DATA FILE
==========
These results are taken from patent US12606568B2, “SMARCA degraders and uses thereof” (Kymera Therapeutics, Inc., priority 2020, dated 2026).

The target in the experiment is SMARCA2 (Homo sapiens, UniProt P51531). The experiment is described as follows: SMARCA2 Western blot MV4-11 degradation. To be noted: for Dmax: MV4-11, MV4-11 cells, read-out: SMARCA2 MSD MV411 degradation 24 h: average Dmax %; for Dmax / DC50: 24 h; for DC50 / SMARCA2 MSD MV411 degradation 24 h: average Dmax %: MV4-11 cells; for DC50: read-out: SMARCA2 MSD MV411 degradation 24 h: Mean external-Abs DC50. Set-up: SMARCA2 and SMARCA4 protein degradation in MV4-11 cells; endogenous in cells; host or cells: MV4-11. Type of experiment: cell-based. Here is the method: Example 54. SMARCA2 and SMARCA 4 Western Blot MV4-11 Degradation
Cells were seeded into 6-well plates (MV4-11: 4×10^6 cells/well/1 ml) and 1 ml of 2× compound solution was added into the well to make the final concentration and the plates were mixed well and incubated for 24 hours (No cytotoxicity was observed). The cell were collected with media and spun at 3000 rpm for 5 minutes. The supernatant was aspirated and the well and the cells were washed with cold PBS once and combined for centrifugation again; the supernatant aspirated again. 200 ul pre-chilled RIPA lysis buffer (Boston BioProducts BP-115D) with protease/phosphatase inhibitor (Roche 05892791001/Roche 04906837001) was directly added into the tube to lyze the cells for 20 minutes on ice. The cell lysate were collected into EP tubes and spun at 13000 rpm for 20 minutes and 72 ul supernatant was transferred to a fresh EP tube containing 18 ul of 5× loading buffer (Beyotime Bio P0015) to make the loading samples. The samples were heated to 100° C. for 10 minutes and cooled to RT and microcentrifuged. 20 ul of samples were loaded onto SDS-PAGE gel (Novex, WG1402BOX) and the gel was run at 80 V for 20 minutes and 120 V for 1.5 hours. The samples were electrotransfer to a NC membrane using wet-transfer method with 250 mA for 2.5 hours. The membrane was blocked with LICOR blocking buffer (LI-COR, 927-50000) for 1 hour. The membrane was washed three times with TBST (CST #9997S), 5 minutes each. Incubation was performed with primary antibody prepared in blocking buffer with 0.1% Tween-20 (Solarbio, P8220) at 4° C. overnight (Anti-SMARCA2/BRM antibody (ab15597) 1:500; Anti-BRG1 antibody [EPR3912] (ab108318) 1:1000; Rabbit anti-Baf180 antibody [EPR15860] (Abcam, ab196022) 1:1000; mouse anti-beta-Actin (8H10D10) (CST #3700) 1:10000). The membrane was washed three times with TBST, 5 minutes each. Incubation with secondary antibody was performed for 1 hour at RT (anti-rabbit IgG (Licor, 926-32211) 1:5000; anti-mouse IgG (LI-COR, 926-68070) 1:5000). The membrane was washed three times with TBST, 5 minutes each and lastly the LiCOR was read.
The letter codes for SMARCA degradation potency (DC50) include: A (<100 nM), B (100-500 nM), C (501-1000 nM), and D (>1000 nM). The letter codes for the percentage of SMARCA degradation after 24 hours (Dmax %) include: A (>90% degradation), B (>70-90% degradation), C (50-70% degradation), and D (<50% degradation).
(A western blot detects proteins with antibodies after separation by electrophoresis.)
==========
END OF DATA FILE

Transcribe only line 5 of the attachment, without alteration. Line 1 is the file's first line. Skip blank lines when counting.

(A western blot detects proteins with antibodies after separation by electrophoresis.)